We usually think of radioactive contamination in terms of solid radioactive elements such as uranium and plutonium. However, there are also radioactive gases such as radon. This gas is created as naturally occurring uranium decays. In some parts of the country, natural radon can accumulate in basements and pose a health threat. When nuclear fuel is burned in a reactor, radioactive isotopes of xenon and krypton are generated. Radon, krypton and xenon are members of the noble gases in the periodic table of elements. Noble gases do not normally interact and form compounds with other elements. These three gases pose a human health threat and it is very important for us to develop an efficient and cost-effective way to remove them from air and water.
A recent research report details how a newly discovered material is more efficient at removing radioactive gases from the atmosphere and water than any other material known. The new material is called CC3. There is an artist's rendering of the CC3 molecule at the bottom of this post. The capability of CC3 to trap noble gases is surprising because of the normally non-reactive nature of these gases.
The standard method of removing noble gases from air depends on cooling the air far below freezing. Because this process is complicated and expensive, scientists have been searching for an alternative. One avenue of research has focused on metal-organic frameworks (MOFs) that might be able to trap noble gases without the cooling now necessary. They did find MOFs that could remove noble gases in low concentrations at room temperature but they continued searching for a more efficient alternative.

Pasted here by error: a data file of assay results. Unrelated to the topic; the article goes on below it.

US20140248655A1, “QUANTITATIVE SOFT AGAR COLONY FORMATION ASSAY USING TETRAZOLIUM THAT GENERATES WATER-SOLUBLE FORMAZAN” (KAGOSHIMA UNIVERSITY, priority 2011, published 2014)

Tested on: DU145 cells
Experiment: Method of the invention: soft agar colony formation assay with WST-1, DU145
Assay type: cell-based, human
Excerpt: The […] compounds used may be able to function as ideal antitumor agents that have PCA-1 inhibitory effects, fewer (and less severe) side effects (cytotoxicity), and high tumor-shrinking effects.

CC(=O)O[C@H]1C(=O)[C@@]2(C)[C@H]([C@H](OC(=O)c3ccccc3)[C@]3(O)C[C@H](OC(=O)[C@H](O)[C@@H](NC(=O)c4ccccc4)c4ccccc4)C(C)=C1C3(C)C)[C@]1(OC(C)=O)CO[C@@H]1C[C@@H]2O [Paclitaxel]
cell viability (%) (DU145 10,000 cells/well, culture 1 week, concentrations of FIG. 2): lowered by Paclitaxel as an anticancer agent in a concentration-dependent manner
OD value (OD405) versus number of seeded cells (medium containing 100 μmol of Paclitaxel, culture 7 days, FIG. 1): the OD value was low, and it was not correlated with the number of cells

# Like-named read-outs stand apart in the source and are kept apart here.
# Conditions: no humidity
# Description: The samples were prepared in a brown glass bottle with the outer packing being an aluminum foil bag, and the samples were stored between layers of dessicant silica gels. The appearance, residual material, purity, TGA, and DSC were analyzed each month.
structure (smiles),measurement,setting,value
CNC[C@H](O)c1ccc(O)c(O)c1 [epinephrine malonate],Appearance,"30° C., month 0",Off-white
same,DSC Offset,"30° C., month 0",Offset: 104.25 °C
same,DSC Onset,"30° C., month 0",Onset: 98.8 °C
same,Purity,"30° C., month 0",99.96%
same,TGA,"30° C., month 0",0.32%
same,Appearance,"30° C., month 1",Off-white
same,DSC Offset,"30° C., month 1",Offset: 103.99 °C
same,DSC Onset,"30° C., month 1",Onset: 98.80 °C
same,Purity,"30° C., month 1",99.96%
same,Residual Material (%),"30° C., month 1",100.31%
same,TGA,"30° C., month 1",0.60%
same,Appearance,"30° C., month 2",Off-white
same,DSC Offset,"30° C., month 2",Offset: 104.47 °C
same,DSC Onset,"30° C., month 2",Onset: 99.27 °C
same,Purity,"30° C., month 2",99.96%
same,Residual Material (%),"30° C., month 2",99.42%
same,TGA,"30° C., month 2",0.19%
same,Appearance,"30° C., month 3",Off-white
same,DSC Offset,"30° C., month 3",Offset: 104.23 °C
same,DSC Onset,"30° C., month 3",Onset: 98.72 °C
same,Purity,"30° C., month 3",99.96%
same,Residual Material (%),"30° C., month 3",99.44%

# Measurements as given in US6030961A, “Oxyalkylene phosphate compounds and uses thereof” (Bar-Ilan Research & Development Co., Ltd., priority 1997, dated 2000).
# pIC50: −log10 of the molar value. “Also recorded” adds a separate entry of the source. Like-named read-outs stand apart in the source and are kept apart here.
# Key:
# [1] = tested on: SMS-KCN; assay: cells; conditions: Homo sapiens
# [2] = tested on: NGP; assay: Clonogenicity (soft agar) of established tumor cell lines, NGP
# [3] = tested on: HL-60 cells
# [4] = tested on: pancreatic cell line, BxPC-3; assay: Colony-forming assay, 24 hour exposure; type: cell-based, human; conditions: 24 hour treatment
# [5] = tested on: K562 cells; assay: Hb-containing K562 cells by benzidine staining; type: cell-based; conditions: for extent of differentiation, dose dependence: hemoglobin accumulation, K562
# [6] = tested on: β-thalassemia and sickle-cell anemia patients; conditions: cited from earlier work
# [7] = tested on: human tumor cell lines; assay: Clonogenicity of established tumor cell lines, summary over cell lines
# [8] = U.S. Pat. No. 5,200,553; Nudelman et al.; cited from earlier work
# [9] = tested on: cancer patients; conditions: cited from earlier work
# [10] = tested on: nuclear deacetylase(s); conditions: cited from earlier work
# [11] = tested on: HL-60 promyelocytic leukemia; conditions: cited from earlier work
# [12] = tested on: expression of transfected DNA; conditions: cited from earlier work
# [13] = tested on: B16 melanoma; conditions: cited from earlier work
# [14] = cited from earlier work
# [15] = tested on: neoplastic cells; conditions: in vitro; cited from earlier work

A different approach to capture of noble gases focused on what are called porous organic cages. These materials have a repeating three dimensional structure that forms "cages" that could hold atoms of xenon, radon or krypton. CC3 has cages that are just about the right size for these noble gas atoms. Computer simulations show that the cages open and close by about twenty percent. They are only open fully about seven percent of the time but that is enough for xenon atoms to enter. Xenon atoms are more likely to enter an empty cage than to leave a cage. This makes CC3 an excellent material to trap noble gases.
The researches took a piece of CC3 and pumped a mixture of gases through the material to test its retention of specific gases. The mix contained oxygen, carbon dioxide, argon, krypton, xenon and nitrogen. The krypton and xenon were at very low concentrations. They found that while the O2, CO2, N2 and Ar passed freely through the CC3, xenon and krypton were trapped. CC3 trapped twice as much xenon as the best MOF material tested. The CC3 also trapped twenty times as much xenon as krypton. This property is known as selectivity and it is a very important capability.
CC3 has been identified as the best noble gas trapper developed so far. The researches do not yet know exactly how CC3 functions when it traps noble gases. When they do understand the way that CC3 functions, it may be possible to fine tune this type of noble gas trapping material to trap different noble gases as desired.
Artist's rendering of the CC3 molecule: